Scientific Breakthrough: Researchers Create A New Type Of Stem Cell That Has Half A Genome
In what many call a breakthrough discovery, Israeli and American scientists have succeeded in generating a new type of embryonic stem cell that carries a single copy of the human genome, instead of the two copies typically found in normal stem cells. These stem cells are the first human cells capable of cell division with just one copy of the parent cell’s genome.
Human cells are considered ‘diploid’ because they inherit two sets of chromosomes, 46 in total: 23 from the mother and 23 from the father. The only exceptions are reproductive (egg and sperm) cells, known as ‘haploid’ cells because they contain a single set of 23 chromosomes. These haploid cells cannot divide to make more eggs and sperm. Previous efforts to generate embryonic stem cells using human egg cells resulted in diploid stem cells.
One set of chromosomes is enough
In this study, however, scientists from The Hebrew University of Jerusalem, Columbia University Medical Center and The New York Stem Cell Foundation Research Institute triggered unfertilized human egg cells into dividing. They then highlighted the DNA with a fluorescent dye and isolated the haploid stem cells, which were scattered among the more populous diploid cells. The scientists recently published their findings in the prestigious scientific journal Nature.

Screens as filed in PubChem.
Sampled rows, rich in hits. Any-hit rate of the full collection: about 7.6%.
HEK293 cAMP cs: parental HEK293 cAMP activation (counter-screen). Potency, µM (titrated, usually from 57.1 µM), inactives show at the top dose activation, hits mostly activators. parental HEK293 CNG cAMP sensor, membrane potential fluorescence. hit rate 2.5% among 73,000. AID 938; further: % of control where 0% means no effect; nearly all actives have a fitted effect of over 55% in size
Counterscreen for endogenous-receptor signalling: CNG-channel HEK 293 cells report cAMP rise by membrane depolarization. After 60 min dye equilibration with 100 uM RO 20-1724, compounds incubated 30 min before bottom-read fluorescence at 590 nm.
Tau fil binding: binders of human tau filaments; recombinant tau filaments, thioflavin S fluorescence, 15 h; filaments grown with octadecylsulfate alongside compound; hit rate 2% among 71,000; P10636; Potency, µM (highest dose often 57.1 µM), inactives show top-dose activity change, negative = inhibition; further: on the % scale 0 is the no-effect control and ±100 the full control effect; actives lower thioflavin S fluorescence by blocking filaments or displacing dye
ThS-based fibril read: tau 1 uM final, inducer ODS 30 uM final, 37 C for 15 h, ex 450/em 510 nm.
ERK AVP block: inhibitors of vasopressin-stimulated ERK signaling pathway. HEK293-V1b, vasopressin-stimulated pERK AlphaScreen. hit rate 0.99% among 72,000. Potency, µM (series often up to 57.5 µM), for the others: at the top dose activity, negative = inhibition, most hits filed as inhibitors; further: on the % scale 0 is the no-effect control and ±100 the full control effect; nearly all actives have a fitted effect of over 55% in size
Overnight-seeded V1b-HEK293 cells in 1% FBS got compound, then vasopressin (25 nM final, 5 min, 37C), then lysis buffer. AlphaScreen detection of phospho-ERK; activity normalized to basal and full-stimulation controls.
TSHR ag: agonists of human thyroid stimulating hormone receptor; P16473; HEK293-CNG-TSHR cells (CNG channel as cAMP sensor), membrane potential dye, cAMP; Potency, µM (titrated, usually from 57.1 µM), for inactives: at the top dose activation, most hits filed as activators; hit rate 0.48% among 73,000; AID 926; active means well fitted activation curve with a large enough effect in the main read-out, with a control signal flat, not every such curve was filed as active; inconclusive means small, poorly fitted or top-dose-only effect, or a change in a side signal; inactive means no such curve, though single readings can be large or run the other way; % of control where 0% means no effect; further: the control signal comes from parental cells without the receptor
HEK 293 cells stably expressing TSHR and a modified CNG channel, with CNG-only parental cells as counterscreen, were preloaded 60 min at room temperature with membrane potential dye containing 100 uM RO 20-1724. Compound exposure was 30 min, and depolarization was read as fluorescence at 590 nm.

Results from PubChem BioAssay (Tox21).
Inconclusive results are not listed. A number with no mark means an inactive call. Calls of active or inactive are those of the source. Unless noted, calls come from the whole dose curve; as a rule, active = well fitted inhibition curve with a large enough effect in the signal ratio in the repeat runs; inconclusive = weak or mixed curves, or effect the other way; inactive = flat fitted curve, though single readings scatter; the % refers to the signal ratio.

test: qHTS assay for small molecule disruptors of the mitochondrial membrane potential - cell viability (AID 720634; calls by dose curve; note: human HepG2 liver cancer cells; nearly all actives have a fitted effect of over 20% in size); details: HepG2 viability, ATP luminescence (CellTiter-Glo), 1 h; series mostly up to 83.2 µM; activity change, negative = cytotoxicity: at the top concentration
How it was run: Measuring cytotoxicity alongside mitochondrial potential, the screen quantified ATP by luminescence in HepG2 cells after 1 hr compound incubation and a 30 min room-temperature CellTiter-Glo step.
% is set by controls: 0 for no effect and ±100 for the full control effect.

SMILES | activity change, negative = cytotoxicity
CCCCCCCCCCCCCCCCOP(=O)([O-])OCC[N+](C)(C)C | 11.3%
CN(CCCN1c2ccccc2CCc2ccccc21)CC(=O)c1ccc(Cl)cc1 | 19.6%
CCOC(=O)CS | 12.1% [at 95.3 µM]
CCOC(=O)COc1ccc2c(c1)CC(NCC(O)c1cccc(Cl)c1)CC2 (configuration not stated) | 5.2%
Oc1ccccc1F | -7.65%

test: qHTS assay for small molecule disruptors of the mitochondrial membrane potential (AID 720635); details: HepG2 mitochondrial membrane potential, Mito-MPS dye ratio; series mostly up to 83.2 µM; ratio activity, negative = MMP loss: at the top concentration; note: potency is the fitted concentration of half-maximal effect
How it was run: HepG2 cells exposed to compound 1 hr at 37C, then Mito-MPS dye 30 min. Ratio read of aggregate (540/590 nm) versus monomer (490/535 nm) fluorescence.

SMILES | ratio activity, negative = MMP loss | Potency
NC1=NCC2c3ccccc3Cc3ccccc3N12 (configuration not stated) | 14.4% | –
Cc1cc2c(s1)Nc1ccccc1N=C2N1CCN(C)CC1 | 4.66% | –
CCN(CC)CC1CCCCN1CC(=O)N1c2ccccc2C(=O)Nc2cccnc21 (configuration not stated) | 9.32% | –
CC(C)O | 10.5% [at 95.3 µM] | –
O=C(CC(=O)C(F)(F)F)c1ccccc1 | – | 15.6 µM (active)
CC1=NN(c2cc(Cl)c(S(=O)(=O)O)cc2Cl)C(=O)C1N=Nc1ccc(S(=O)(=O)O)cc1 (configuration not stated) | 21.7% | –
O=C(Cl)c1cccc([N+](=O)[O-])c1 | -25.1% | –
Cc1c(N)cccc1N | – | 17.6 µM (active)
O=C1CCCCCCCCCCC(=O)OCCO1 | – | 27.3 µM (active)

The researchers showed that these haploid stem cells were pluripotent, meaning they were able to differentiate into many other cell types, including nerve, heart, and pancreatic cells – while retaining a single set of chromosomes.
An important impact on medical research
“This study has given us a new type of human stem cell that will have an important impact on human genetic and medical research,” Dr. Nissim Benvenisty of the Hebrew University, who co-led the study, said in a statement. “These cells will provide researchers with a novel tool for improving our understanding of human development, and the reasons why we reproduce sexually, instead of from a single parent.”
Since there are two copies of each gene, it has been challenging for researchers to locate and edit mutations that could lead to disease. With just one copy of a gene to target, haploid human cells could constitute a powerful tool for genetics, and could lead to better treatments for a host of diseases. Being able to affect single-copy genes in haploid human stem cells also has the potential to facilitate genetic analysis in biomedical fields such as cancer research and regenerative medicine.
“One of the greatest advantages of using haploid human cells is that it is much easier to edit their genes,” according to Dr. Ido Sagi of the Hebrew University, who co-led the study. “In diploid cells, detecting the biological effects of a single-copy mutation is difficult, because the other copy is normal and serves as ‘backup.’”
A cure for genetic diseases
Since the stem cells described in this study were a genetic match to the egg cell donor, they could also be used to develop cell-based therapies for diseases such as blindness, diabetes, or other conditions in which genetically identical cells offer a therapeutic advantage. Because their genetic content is equivalent to germ cells, they might also be useful for reproductive purposes.